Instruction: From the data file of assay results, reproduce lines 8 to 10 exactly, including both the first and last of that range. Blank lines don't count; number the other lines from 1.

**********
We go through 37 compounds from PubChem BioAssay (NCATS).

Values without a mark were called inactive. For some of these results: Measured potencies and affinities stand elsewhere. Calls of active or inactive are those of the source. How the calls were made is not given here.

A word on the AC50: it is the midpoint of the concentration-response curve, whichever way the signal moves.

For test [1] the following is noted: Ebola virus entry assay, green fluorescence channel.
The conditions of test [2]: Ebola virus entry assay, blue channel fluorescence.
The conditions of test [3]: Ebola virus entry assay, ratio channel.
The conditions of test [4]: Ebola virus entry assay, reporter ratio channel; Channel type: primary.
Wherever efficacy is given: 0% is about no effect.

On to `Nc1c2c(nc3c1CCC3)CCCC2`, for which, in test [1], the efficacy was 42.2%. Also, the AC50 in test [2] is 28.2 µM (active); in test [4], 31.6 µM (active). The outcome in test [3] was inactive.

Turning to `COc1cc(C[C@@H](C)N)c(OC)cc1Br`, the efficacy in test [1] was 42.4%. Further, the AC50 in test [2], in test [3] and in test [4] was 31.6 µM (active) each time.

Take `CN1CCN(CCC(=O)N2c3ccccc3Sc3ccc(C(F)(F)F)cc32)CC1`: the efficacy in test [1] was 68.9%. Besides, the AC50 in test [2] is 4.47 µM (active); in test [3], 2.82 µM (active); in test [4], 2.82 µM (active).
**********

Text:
Wherever efficacy is given: 0% is about no effect.

On to `Nc1c2c(nc3c1CCC3)CCCC2`, for which, in test [1], the efficacy was 42.2%. Also, the AC50 in test [2] is 28.2 µM (active); in test [4], 31.6 µM (active). The outcome in test [3] was inactive.

Turning to `COc1cc(C[C@@H](C)N)c(OC)cc1Br`, the efficacy in test [1] was 42.4%. Further, the AC50 in test [2], in test [3] and in test [4] was 31.6 µM (active) each time.